Notice the asymmetry of the kitchen table, a subtle detail that again shows how every corner has been considered. By only having a lip on one side, to go over the built-in seating, the table is ever so slightly more narrow, taking up just slightly less space.
As elsewhere in the home, this is not minimalism in its purest sense. The ridged tiles add an extra element of relief, the kitchen lighting – including the PH 4/3 pendant by Louis Poulsen – is architectural in its shapes. What’s particularly clever is how simple the palette is kept – the pale wood table matching both the beams above it and the Douglas Fir floorboards below.
The pendant lights above the kitchen island from Schneid Studio could never be described as minimalist, but they don’t detract from the calm sense of space in this design. Flashes of color and a hint of an unusual angle only serve to highlight the simplicity of the rest of the room.
The kitchen is by Halcyon Interiors and worktop is by My Kitchen Worktop.
We’ve seen brick flooring become one of the biggest rising kitchen trends of 2022, beloved for how it brings an earthy warmth to a functional space. And because of its subtle color, it works beautifully in Grant’s minimal home.
‘The handmade terracotta tiles give a soft, tactile feel underfoot,’ Grant says.
Flash of red
Throughout Grant’s home, most of the walls are finished in lime plaster. ‘It catches and soaks up natural light, adding texture and depth,’ Grant says.
It is also the perfect backdrop to yet another unexpected decorative element, the crimson staircase in an otherwise unadorned hallway. The stairs are made from micro-offcuts of solid ash parquet.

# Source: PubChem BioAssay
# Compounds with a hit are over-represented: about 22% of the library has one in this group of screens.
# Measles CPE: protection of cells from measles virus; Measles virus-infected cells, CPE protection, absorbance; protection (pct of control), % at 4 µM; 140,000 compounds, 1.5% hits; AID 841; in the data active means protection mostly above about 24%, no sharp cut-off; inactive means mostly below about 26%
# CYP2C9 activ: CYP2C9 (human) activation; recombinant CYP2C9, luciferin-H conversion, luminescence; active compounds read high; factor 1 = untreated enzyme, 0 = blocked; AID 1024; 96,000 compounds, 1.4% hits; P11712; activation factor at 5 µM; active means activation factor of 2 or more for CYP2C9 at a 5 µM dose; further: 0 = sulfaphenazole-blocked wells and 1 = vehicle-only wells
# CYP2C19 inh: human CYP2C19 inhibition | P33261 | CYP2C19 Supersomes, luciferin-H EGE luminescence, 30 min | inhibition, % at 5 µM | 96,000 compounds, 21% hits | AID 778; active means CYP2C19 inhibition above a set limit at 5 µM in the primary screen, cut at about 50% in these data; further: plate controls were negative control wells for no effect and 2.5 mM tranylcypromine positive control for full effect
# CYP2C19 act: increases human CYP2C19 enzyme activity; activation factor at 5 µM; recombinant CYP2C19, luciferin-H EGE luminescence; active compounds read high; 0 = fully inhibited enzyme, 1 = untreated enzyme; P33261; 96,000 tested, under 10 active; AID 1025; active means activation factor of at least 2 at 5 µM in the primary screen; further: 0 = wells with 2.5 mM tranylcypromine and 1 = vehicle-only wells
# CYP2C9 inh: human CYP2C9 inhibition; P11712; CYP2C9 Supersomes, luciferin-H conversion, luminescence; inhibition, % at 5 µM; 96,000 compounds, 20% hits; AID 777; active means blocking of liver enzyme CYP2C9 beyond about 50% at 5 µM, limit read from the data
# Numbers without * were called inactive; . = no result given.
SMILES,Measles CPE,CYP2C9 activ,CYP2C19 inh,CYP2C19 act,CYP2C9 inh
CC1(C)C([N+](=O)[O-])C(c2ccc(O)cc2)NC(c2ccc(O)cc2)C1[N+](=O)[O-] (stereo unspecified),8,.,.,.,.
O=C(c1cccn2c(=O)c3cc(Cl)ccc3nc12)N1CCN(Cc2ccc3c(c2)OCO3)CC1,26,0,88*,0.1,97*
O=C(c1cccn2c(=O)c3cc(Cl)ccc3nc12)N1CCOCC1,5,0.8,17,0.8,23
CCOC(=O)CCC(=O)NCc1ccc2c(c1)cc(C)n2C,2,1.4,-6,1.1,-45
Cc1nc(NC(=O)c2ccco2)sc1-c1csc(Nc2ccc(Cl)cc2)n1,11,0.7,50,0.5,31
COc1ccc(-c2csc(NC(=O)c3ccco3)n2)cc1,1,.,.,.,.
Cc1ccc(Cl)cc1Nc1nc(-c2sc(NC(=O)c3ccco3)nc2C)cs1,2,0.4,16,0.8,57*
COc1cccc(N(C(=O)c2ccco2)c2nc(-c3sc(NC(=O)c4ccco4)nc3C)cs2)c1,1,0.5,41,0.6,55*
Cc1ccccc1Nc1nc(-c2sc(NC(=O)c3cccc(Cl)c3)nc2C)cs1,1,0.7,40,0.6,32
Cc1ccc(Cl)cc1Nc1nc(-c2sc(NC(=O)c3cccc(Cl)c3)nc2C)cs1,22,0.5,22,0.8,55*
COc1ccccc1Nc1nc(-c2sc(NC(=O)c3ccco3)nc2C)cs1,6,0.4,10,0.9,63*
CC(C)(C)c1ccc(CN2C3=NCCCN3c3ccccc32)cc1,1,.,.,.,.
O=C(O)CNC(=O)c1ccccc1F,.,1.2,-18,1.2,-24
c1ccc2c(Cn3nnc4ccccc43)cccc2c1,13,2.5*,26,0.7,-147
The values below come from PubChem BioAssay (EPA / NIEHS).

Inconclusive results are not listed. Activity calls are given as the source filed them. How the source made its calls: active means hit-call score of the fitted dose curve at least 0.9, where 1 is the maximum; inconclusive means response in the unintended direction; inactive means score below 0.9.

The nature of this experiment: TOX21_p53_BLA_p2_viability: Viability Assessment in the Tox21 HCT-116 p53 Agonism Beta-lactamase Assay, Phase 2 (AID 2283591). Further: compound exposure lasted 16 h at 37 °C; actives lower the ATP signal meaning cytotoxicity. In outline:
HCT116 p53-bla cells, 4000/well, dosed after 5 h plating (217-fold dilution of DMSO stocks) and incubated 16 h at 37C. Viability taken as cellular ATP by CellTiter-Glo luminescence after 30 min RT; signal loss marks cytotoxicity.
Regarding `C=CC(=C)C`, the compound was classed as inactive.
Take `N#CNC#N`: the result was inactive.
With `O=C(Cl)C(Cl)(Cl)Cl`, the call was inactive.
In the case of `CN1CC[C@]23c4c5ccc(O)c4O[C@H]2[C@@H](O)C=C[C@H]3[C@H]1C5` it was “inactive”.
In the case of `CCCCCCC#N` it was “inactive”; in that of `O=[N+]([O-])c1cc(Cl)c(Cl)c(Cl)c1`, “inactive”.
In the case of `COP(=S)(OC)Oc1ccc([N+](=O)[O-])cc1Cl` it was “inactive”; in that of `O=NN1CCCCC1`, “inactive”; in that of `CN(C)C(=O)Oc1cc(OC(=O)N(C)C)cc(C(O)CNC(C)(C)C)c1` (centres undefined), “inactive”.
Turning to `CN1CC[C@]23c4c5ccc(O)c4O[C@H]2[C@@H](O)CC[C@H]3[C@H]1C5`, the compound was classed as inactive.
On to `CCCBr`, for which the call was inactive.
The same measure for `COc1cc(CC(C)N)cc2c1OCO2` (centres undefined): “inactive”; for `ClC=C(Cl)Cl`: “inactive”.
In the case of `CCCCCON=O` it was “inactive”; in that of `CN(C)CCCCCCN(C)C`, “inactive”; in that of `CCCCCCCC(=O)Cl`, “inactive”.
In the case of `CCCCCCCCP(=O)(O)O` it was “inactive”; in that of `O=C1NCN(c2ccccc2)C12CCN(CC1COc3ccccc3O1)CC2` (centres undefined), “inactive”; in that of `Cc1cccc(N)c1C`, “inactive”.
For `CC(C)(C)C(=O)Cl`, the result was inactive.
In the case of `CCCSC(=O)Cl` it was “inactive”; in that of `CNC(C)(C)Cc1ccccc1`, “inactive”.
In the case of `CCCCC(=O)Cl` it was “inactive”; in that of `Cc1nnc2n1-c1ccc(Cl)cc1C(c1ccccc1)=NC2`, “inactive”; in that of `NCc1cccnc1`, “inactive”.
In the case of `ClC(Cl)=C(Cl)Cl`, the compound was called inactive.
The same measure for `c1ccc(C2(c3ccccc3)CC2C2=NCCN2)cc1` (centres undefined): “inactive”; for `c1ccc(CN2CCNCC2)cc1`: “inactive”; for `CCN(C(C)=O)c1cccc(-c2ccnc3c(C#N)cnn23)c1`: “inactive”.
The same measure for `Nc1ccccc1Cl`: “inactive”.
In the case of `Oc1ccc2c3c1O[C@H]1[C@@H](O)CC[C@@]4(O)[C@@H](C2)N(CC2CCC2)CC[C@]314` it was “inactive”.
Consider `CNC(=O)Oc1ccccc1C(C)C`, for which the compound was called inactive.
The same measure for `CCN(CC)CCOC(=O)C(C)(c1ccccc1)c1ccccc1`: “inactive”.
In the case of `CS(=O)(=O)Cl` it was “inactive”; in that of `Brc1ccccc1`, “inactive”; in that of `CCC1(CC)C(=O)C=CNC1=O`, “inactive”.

On the up
Grant’s love of statement stairs continues, with a Douglas Fir staircase leading up to what was once the attic.
‘Rising vertically, the balustrade folds to produce a naturally warm and cocooning entry to the main bedroom,’ Grant says.
Circle of light
At the top of the second staircase, a circular roof light opens up above, flooding what could have been a dark space with light. ‘It punctures the upper volume of the house, and offers protected views out,’ Grant says.
A flash of navy in the bedroom curtains as the drapes are used for the privacy of the en suite bathroom.
The wall light is from Wastberg.
Peace and quiet
‘The previously un-used loft was converted to form a master suite,’ Grant says.
And despite its colorful ensuite, the bedroom is a haven of minimalism, with only a mirror hinting that it is used for anything other than sleep. The effect of this space, of stripping out all non-essentials – though admittedly nice-to-haves – such as area rugs, bedside storage or art, is to create a soothing scheme ideal for sleep.
On the tiles
As with all modern extensions, a choice needs to be made as to whether they should be sympathetic to the exisiting build, or stand out.
Of the decision as to how to cover the back of the home, Grant says ‘both monolithic rear additions are clad in in square, bold green encaustic cement tiles that have faded slightly with exposure, leaving a soft, dusty aesthetic.’
See more of Grant Straghan’s work heading up architectural studio DEDRAFT.